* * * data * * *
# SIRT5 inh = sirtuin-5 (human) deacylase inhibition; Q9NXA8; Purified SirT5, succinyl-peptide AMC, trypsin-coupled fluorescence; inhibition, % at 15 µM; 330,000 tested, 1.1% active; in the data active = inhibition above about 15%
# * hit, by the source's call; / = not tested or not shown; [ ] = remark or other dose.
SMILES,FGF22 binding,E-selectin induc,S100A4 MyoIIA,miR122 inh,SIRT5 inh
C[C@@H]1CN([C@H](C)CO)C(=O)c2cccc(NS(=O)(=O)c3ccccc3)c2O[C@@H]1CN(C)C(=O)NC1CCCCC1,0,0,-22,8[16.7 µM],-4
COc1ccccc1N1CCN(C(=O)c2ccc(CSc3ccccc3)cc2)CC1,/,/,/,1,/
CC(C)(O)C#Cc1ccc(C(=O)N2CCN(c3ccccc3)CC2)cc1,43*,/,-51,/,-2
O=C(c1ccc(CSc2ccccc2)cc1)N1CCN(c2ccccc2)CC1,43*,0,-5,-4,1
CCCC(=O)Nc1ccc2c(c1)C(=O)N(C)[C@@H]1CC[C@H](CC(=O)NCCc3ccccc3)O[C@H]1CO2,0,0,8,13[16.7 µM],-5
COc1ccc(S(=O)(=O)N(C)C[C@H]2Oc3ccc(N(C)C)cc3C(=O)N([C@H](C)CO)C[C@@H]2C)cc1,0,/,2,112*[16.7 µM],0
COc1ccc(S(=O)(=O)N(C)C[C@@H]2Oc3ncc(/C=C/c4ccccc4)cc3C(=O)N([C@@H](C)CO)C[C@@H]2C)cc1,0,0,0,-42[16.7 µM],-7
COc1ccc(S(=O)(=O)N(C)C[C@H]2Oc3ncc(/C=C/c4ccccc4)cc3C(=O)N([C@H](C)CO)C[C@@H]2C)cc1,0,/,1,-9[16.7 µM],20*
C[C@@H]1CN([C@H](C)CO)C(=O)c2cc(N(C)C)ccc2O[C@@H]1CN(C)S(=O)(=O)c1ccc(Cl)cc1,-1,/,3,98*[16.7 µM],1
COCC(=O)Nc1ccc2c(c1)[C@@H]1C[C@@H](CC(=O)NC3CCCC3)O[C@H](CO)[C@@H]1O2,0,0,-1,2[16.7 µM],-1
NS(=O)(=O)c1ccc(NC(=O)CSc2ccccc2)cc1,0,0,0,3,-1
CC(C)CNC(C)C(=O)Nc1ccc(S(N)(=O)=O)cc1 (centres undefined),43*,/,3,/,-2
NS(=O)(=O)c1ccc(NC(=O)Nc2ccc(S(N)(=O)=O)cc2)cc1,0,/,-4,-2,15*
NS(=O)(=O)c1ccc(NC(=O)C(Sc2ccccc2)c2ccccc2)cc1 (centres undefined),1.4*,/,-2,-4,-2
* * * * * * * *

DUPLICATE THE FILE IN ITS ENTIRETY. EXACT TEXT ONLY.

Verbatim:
# SIRT5 inh = sirtuin-5 (human) deacylase inhibition; Q9NXA8; Purified SirT5, succinyl-peptide AMC, trypsin-coupled fluorescence; inhibition, % at 15 µM; 330,000 tested, 1.1% active; in the data active = inhibition above about 15%
# * hit, by the source's call; / = not tested or not shown; [ ] = remark or other dose.
SMILES,FGF22 binding,E-selectin induc,S100A4 MyoIIA,miR122 inh,SIRT5 inh
C[C@@H]1CN([C@H](C)CO)C(=O)c2cccc(NS(=O)(=O)c3ccccc3)c2O[C@@H]1CN(C)C(=O)NC1CCCCC1,0,0,-22,8[16.7 µM],-4
COc1ccccc1N1CCN(C(=O)c2ccc(CSc3ccccc3)cc2)CC1,/,/,/,1,/
CC(C)(O)C#Cc1ccc(C(=O)N2CCN(c3ccccc3)CC2)cc1,43*,/,-51,/,-2
O=C(c1ccc(CSc2ccccc2)cc1)N1CCN(c2ccccc2)CC1,43*,0,-5,-4,1
CCCC(=O)Nc1ccc2c(c1)C(=O)N(C)[C@@H]1CC[C@H](CC(=O)NCCc3ccccc3)O[C@H]1CO2,0,0,8,13[16.7 µM],-5
COc1ccc(S(=O)(=O)N(C)C[C@H]2Oc3ccc(N(C)C)cc3C(=O)N([C@H](C)CO)C[C@@H]2C)cc1,0,/,2,112*[16.7 µM],0
COc1ccc(S(=O)(=O)N(C)C[C@@H]2Oc3ncc(/C=C/c4ccccc4)cc3C(=O)N([C@@H](C)CO)C[C@@H]2C)cc1,0,0,0,-42[16.7 µM],-7
COc1ccc(S(=O)(=O)N(C)C[C@H]2Oc3ncc(/C=C/c4ccccc4)cc3C(=O)N([C@H](C)CO)C[C@@H]2C)cc1,0,/,1,-9[16.7 µM],20*
C[C@@H]1CN([C@H](C)CO)C(=O)c2cc(N(C)C)ccc2O[C@@H]1CN(C)S(=O)(=O)c1ccc(Cl)cc1,-1,/,3,98*[16.7 µM],1
COCC(=O)Nc1ccc2c(c1)[C@@H]1C[C@@H](CC(=O)NC3CCCC3)O[C@H](CO)[C@@H]1O2,0,0,-1,2[16.7 µM],-1
NS(=O)(=O)c1ccc(NC(=O)CSc2ccccc2)cc1,0,0,0,3,-1
CC(C)CNC(C)C(=O)Nc1ccc(S(N)(=O)=O)cc1 (centres undefined),43*,/,3,/,-2
NS(=O)(=O)c1ccc(NC(=O)Nc2ccc(S(N)(=O)=O)cc2)cc1,0,/,-4,-2,15*
NS(=O)(=O)c1ccc(NC(=O)C(Sc2ccccc2)c2ccccc2)cc1 (centres undefined),1.4*,/,-2,-4,-2